Top civil aviation officials went into a huddle on Thursday after Hindustan Times reported that two domestic flights, one bound to and the other departing from Delhi airport, came too close to each other.
Officials from the Airports Authority of India and Directorate General of Civil Aviation (DGCA) met on Thursday to discuss the ‘air miss’ and devise ways to prevent such incidents in future.
On April 5, a Hyderabad bound Air India flight (IC 941) and a Kingfisher flight (KFR-3345) from Delhi to Bhubaneshwar had come within 700 feet of each other. A Civil Aviation Ministry statement said the Air India and Kingfisher flights were approximately 35 miles south of Delhi when the incident occurred.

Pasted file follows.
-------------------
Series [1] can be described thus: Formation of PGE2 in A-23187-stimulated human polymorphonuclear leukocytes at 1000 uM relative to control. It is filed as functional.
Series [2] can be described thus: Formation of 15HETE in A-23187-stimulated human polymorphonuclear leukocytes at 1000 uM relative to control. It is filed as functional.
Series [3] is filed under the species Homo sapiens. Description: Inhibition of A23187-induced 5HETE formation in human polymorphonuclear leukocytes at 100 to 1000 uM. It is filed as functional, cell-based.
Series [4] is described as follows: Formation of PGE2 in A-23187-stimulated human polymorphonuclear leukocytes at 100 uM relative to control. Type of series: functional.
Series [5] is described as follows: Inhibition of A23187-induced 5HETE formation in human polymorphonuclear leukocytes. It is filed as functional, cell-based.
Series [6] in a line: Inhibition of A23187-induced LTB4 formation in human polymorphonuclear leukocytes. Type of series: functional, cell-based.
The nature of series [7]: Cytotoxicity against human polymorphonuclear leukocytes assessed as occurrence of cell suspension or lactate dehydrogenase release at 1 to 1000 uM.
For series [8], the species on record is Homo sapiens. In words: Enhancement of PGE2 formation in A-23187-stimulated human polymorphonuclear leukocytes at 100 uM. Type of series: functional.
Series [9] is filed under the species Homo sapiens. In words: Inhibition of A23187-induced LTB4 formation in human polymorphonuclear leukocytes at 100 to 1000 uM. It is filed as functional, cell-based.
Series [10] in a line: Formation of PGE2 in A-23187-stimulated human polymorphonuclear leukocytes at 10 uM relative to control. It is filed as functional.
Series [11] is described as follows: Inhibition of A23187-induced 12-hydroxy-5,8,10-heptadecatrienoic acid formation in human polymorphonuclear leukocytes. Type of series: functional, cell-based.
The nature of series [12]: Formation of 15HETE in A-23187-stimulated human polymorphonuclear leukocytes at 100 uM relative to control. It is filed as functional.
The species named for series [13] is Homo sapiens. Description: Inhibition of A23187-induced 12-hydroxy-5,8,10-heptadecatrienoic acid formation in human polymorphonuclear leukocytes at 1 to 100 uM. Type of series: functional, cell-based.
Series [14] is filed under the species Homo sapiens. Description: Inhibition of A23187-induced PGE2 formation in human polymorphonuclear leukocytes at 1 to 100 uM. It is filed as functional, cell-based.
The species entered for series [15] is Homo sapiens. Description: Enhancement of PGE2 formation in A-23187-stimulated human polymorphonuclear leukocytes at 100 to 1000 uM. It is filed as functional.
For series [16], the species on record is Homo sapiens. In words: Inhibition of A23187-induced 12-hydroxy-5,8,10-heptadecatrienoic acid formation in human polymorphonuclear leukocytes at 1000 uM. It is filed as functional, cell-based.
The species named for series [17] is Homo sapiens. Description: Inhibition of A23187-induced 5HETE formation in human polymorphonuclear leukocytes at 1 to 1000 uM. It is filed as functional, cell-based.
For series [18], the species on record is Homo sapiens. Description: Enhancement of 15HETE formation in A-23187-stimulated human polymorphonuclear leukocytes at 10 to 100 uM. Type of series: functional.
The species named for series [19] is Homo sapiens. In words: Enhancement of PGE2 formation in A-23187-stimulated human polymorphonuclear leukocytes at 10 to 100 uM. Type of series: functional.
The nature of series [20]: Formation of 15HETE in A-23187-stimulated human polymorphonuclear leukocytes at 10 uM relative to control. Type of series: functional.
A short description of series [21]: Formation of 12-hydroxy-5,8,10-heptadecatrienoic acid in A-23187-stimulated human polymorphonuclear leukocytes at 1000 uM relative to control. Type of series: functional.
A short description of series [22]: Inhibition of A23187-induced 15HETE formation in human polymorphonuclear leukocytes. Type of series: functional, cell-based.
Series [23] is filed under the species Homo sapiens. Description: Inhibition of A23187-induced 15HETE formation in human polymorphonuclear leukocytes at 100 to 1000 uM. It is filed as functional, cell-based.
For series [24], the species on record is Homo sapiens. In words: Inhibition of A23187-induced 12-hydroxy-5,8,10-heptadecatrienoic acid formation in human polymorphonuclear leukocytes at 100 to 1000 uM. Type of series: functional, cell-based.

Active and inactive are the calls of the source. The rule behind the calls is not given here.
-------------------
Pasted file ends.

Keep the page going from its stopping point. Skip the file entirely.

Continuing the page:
Air India, however, denied the incident.
Though the Delhi ATC should have noted that the aircraft were too close to each other, remedial action was taken after a conflict alert was generated in the Controller’s display. The controllers then sent the two aircraft at different levels.
“Even though there was a breach of separation while executing the manoeuvres, there was no risk of collision,” the statement said. “The ATC involved have been derostered while investigations are on,” it said.
“There seems to have been a coordination or communication failure that led to the incident. The ATC might have been under stress,” a senior official said.
“Ideally, one runway should be used for landing and another for take-offs, which would prevent such incidents,” he said. “However, that will lead to congestion as domestic flights landing at the new runway 29 have to taxi a long way to the domestic terminal,” he said.